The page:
Professor Mike Stephenson reflects on the intensified challenges facing the global provision of low carbon energy in light of the COVID-19 pandemic.
Reaching Net Zero and decarbonisation targets will be difficult for the developing world, and new evidence suggests that COVID-19 is having a compounding effect.
In recent months the UK, China and other developed economies have set their paths to Net Zero, but different tactics will be needed in low or middle income countries across Africa, Asia, Oceania, Latin America and the Caribbean. Reduced investment in the sectors essential for low carbon energy – including geological energy storage and the mining of materials for green technology – could be critically damaging for developing economies aiming to decarbonise. On top of all this, the encouraging trend of growing access to electricity in developing countries in recent years has reversed due to the pandemic. Without access to an electrical grid, communities are being forced to revert to traditional, high carbon, solutions to heat and light their homes.
Global goals will be harder to reach
One of the 17 global goals for 2030 set by the United Nations General Assembly is for affordable, reliable, sustainable and modern energy access for all (Sustainable Development Goal 7). It is unlikely that this target will be achieved without geological solutions such as geothermal, energy storage and carbon capture and storage (CCS), and the sustainable use of fossil fuels within strict carbon budgets (Figure 2). But it’s clear now that COVID-19 will make these targets harder to reach.
The think tank Energy Transitions Commission, showed that different environments will need different solutions to decarbonise. Space-constrained territories (e.g. Hong Kong), continental climates, tropical climates and hydro-electric rich environments, have different natural advantages and challenges. Tropical climates will need more sustainable air conditioning solutions, while space-constrained territories will need to manage competing land use. Different regions will need to choose different strategies to deliver fully decarbonised energy – for example through renewable electricity, through a hydrogen economy or through controlled fossil fuel use mitigated with carbon capture and storage (CCS).
Investment challenges intensify
The greatest threat to decarbonisation in the developing world is the ongoing pandemic’s drain on investment. Quite simply, since the start of the pandemic, money has become much tighter. The International Energy Agency (IEA) has forecasted the effects of COVID-19, and this year’s World Energy Outlook (WEO) indicates that there will be significant challenges for all kinds of energy investment. Investment opportunities like electricity grid infrastructure, CCS, geothermal (Figure 3), and energy storage may be pushed out of reach for developing countries which are already financially stretched by the pandemic.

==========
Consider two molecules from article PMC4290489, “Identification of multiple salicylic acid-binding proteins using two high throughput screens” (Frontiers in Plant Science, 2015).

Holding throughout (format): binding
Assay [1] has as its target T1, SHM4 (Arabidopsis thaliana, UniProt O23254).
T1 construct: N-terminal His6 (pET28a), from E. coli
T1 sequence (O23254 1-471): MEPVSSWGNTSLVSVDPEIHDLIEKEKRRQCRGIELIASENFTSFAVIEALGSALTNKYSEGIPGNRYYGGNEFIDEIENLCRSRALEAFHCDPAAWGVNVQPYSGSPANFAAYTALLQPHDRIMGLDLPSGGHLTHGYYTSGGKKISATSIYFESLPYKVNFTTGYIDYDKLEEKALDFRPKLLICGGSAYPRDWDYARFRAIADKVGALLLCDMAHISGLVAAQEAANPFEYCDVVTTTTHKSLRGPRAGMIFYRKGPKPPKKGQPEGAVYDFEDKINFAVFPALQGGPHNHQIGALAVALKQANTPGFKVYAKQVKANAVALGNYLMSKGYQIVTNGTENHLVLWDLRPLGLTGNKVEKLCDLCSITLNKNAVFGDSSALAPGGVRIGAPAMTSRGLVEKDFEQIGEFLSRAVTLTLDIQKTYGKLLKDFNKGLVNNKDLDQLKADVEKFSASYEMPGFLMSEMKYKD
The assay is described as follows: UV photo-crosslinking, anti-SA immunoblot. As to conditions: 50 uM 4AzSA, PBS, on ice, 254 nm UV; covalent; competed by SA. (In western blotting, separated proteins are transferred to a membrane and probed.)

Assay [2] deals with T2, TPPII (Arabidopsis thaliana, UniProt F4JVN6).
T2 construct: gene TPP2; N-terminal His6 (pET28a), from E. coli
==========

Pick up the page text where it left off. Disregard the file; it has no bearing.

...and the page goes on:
This may be most difficult for some of the more populous countries in Africa that rely on oil and gas revenues to support their economies, for example Nigeria and Angola. Reductions in their incomes due to pandemic-depressed oil and gas prices reduce the funding available for capital investment across all sectors of the economy, but especially for new energy solutions. The challenges are even more intense for state-owned enterprises, which in many developing economies are responsible for energy investment. The IEA says that financing terms are tied to the borrowing costs of their governments, and those borrowing costs are going up.
The drop in oil and gas prices could undercut clean energy options, discouraging investment, and allowing fossil fuel power stations to be kept working for longer. CCS – an important solution to the decarbonisation of both power and industry – could be even more important for developing economies like India and Indonesia where fossil fuels still have a strong role, but finance remains a challenge. Even in more developed countries, there is still no clear finance structure in place to support CCS
Large electricity grids will be vital to the energy transformation, but the financial position of many utilities companies that build and maintain the power lines, especially in lesser developed economies, has worsened as a result of the pandemic. Perhaps the most alarming problem is the decreased access to electricity. The WEO suggests that pandemic-related poverty may have made basic electricity unaffordable for more than 110 million people with established electricity connections, pushing many households back to inefficient and carbon heavy fuels for basic lighting and heating.
A worldwide challenge
This inequity is a global challenge, because the way that the rapidly developing nations access and exploit energy in the future will determine whether the world can win the climate battle. Most of the world’s growth in energy demand between now and 2050 will be in the developing world, and COVID-19 poses a real threat to our worldwide potential to thrive sustainably.
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Suggested further reading:
Stephenson, M. H. 2018 ‘Energy and Climate Change: An Introduction to Geological Controls, Interventions and Mitigations’ Elsevier 2018, 186 pp.
Stephenson, M. H. (in press, 2021). Affordable and clean energy as a sustainable development goal: energy geoscience questions and human capacity. In: Gill, Joel C., Smith, Martin (Eds.), Geosciences and the Sustainable Development Goals; Springer, 2021.